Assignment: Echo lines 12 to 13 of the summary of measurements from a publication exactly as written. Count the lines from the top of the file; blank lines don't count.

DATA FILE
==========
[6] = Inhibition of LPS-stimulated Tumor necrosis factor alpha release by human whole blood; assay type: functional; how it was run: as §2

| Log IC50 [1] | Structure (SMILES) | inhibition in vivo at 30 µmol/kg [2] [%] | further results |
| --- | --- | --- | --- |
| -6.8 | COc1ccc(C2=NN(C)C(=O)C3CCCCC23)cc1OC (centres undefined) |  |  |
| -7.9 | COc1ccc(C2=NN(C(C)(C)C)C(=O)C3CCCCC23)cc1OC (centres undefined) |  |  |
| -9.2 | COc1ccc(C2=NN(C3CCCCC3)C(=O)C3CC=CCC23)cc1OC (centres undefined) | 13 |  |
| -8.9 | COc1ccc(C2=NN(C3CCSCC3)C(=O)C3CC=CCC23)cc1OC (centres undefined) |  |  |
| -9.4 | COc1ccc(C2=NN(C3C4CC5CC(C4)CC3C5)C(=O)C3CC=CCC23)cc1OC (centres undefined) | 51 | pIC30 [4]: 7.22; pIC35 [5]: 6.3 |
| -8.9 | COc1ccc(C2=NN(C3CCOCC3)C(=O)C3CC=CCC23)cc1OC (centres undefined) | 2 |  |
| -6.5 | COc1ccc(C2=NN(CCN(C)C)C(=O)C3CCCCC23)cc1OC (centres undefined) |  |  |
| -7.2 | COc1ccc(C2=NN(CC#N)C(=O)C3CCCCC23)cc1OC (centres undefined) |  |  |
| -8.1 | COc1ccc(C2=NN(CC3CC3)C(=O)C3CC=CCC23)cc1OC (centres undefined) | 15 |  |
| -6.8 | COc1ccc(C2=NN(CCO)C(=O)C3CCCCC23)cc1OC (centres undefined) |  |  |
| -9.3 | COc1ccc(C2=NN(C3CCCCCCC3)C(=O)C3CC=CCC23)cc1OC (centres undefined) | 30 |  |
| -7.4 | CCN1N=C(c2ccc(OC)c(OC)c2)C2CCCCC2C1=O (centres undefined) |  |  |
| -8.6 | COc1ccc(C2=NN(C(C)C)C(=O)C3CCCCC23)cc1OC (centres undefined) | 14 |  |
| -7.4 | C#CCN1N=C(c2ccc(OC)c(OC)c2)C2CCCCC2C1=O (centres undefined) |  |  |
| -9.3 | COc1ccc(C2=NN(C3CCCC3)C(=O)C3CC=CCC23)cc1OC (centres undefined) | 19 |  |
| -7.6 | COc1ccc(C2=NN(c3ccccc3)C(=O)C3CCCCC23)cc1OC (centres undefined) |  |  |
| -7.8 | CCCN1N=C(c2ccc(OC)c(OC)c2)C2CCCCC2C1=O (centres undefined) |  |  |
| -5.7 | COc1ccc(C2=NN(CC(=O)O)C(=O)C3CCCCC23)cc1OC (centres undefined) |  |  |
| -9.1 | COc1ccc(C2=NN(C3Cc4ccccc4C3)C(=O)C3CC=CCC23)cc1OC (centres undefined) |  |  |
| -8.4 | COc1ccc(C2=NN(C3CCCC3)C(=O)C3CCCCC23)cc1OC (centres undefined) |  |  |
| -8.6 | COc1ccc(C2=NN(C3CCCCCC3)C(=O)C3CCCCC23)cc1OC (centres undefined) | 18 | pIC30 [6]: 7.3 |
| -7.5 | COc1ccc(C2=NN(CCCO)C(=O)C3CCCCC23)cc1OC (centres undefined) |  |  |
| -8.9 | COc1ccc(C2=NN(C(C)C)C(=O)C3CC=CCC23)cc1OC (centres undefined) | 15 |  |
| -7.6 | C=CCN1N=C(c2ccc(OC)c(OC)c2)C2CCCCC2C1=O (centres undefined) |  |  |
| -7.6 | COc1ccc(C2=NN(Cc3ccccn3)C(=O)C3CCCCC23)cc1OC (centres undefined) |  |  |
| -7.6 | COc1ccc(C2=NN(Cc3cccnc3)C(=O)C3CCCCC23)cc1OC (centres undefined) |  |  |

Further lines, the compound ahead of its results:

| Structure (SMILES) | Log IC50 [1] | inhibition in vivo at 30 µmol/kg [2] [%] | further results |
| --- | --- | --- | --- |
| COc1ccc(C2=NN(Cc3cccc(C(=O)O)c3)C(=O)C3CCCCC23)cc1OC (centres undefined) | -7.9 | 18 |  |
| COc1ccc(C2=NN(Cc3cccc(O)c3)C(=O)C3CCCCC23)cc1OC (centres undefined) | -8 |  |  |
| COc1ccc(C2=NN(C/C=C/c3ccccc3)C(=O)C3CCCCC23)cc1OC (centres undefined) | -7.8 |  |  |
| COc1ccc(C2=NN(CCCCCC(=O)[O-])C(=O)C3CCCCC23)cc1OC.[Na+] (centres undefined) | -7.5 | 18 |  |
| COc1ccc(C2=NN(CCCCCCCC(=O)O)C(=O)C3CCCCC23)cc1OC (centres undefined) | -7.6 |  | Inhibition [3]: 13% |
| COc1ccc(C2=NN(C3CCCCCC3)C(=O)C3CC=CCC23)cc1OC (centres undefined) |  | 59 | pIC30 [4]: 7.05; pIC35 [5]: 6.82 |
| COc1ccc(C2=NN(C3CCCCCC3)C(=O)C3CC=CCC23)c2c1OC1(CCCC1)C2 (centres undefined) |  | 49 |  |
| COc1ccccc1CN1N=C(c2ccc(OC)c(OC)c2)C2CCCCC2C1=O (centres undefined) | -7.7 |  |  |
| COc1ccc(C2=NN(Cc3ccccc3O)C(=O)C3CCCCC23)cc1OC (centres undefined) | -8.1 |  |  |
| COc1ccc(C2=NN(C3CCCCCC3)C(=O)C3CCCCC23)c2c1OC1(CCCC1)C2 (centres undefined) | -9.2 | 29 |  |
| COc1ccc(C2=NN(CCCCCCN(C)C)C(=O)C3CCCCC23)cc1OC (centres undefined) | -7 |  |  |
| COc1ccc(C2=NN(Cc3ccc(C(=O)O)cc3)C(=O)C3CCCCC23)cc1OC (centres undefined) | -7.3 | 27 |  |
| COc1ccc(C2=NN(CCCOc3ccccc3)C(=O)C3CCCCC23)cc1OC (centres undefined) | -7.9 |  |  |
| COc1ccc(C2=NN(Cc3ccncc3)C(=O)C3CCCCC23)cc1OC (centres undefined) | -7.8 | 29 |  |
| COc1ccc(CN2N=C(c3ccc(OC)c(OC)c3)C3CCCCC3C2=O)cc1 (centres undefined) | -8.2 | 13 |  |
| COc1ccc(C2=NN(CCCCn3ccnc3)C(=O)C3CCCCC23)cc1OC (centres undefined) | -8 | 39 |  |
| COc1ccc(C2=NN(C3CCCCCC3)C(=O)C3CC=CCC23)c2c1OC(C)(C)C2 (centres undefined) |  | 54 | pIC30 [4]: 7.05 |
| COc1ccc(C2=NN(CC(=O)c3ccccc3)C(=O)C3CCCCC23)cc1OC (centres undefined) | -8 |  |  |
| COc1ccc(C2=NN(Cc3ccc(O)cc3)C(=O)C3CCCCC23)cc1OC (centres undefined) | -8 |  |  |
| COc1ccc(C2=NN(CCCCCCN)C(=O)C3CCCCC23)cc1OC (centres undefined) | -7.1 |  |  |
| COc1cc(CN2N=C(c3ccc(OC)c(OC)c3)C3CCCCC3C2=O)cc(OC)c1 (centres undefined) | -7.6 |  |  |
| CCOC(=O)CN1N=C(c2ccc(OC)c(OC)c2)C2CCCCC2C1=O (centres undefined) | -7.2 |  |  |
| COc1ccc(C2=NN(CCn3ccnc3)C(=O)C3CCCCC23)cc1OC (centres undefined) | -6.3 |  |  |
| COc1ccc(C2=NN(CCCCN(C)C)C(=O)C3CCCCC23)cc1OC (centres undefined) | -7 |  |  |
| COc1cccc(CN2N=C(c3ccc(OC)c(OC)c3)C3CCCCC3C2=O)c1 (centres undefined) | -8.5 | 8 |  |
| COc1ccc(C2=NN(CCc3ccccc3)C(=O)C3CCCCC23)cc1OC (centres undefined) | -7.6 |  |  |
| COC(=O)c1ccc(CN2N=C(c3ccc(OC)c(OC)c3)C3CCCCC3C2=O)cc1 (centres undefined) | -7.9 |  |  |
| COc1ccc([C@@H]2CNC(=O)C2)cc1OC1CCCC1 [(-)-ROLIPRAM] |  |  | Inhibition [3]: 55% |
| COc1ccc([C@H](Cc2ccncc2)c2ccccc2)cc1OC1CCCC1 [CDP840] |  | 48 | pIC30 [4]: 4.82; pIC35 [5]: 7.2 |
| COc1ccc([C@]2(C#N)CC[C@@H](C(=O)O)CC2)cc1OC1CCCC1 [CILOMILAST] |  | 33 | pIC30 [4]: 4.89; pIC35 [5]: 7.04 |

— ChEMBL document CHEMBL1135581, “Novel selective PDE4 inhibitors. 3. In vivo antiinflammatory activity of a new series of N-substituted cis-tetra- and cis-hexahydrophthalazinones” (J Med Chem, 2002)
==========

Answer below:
| -8.1 | COc1ccc(C2=NN(CC3CC3)C(=O)C3CC=CCC23)cc1OC (centres undefined) | 15 |  |
| -6.8 | COc1ccc(C2=NN(CCO)C(=O)C3CCCCC23)cc1OC (centres undefined) |  |  |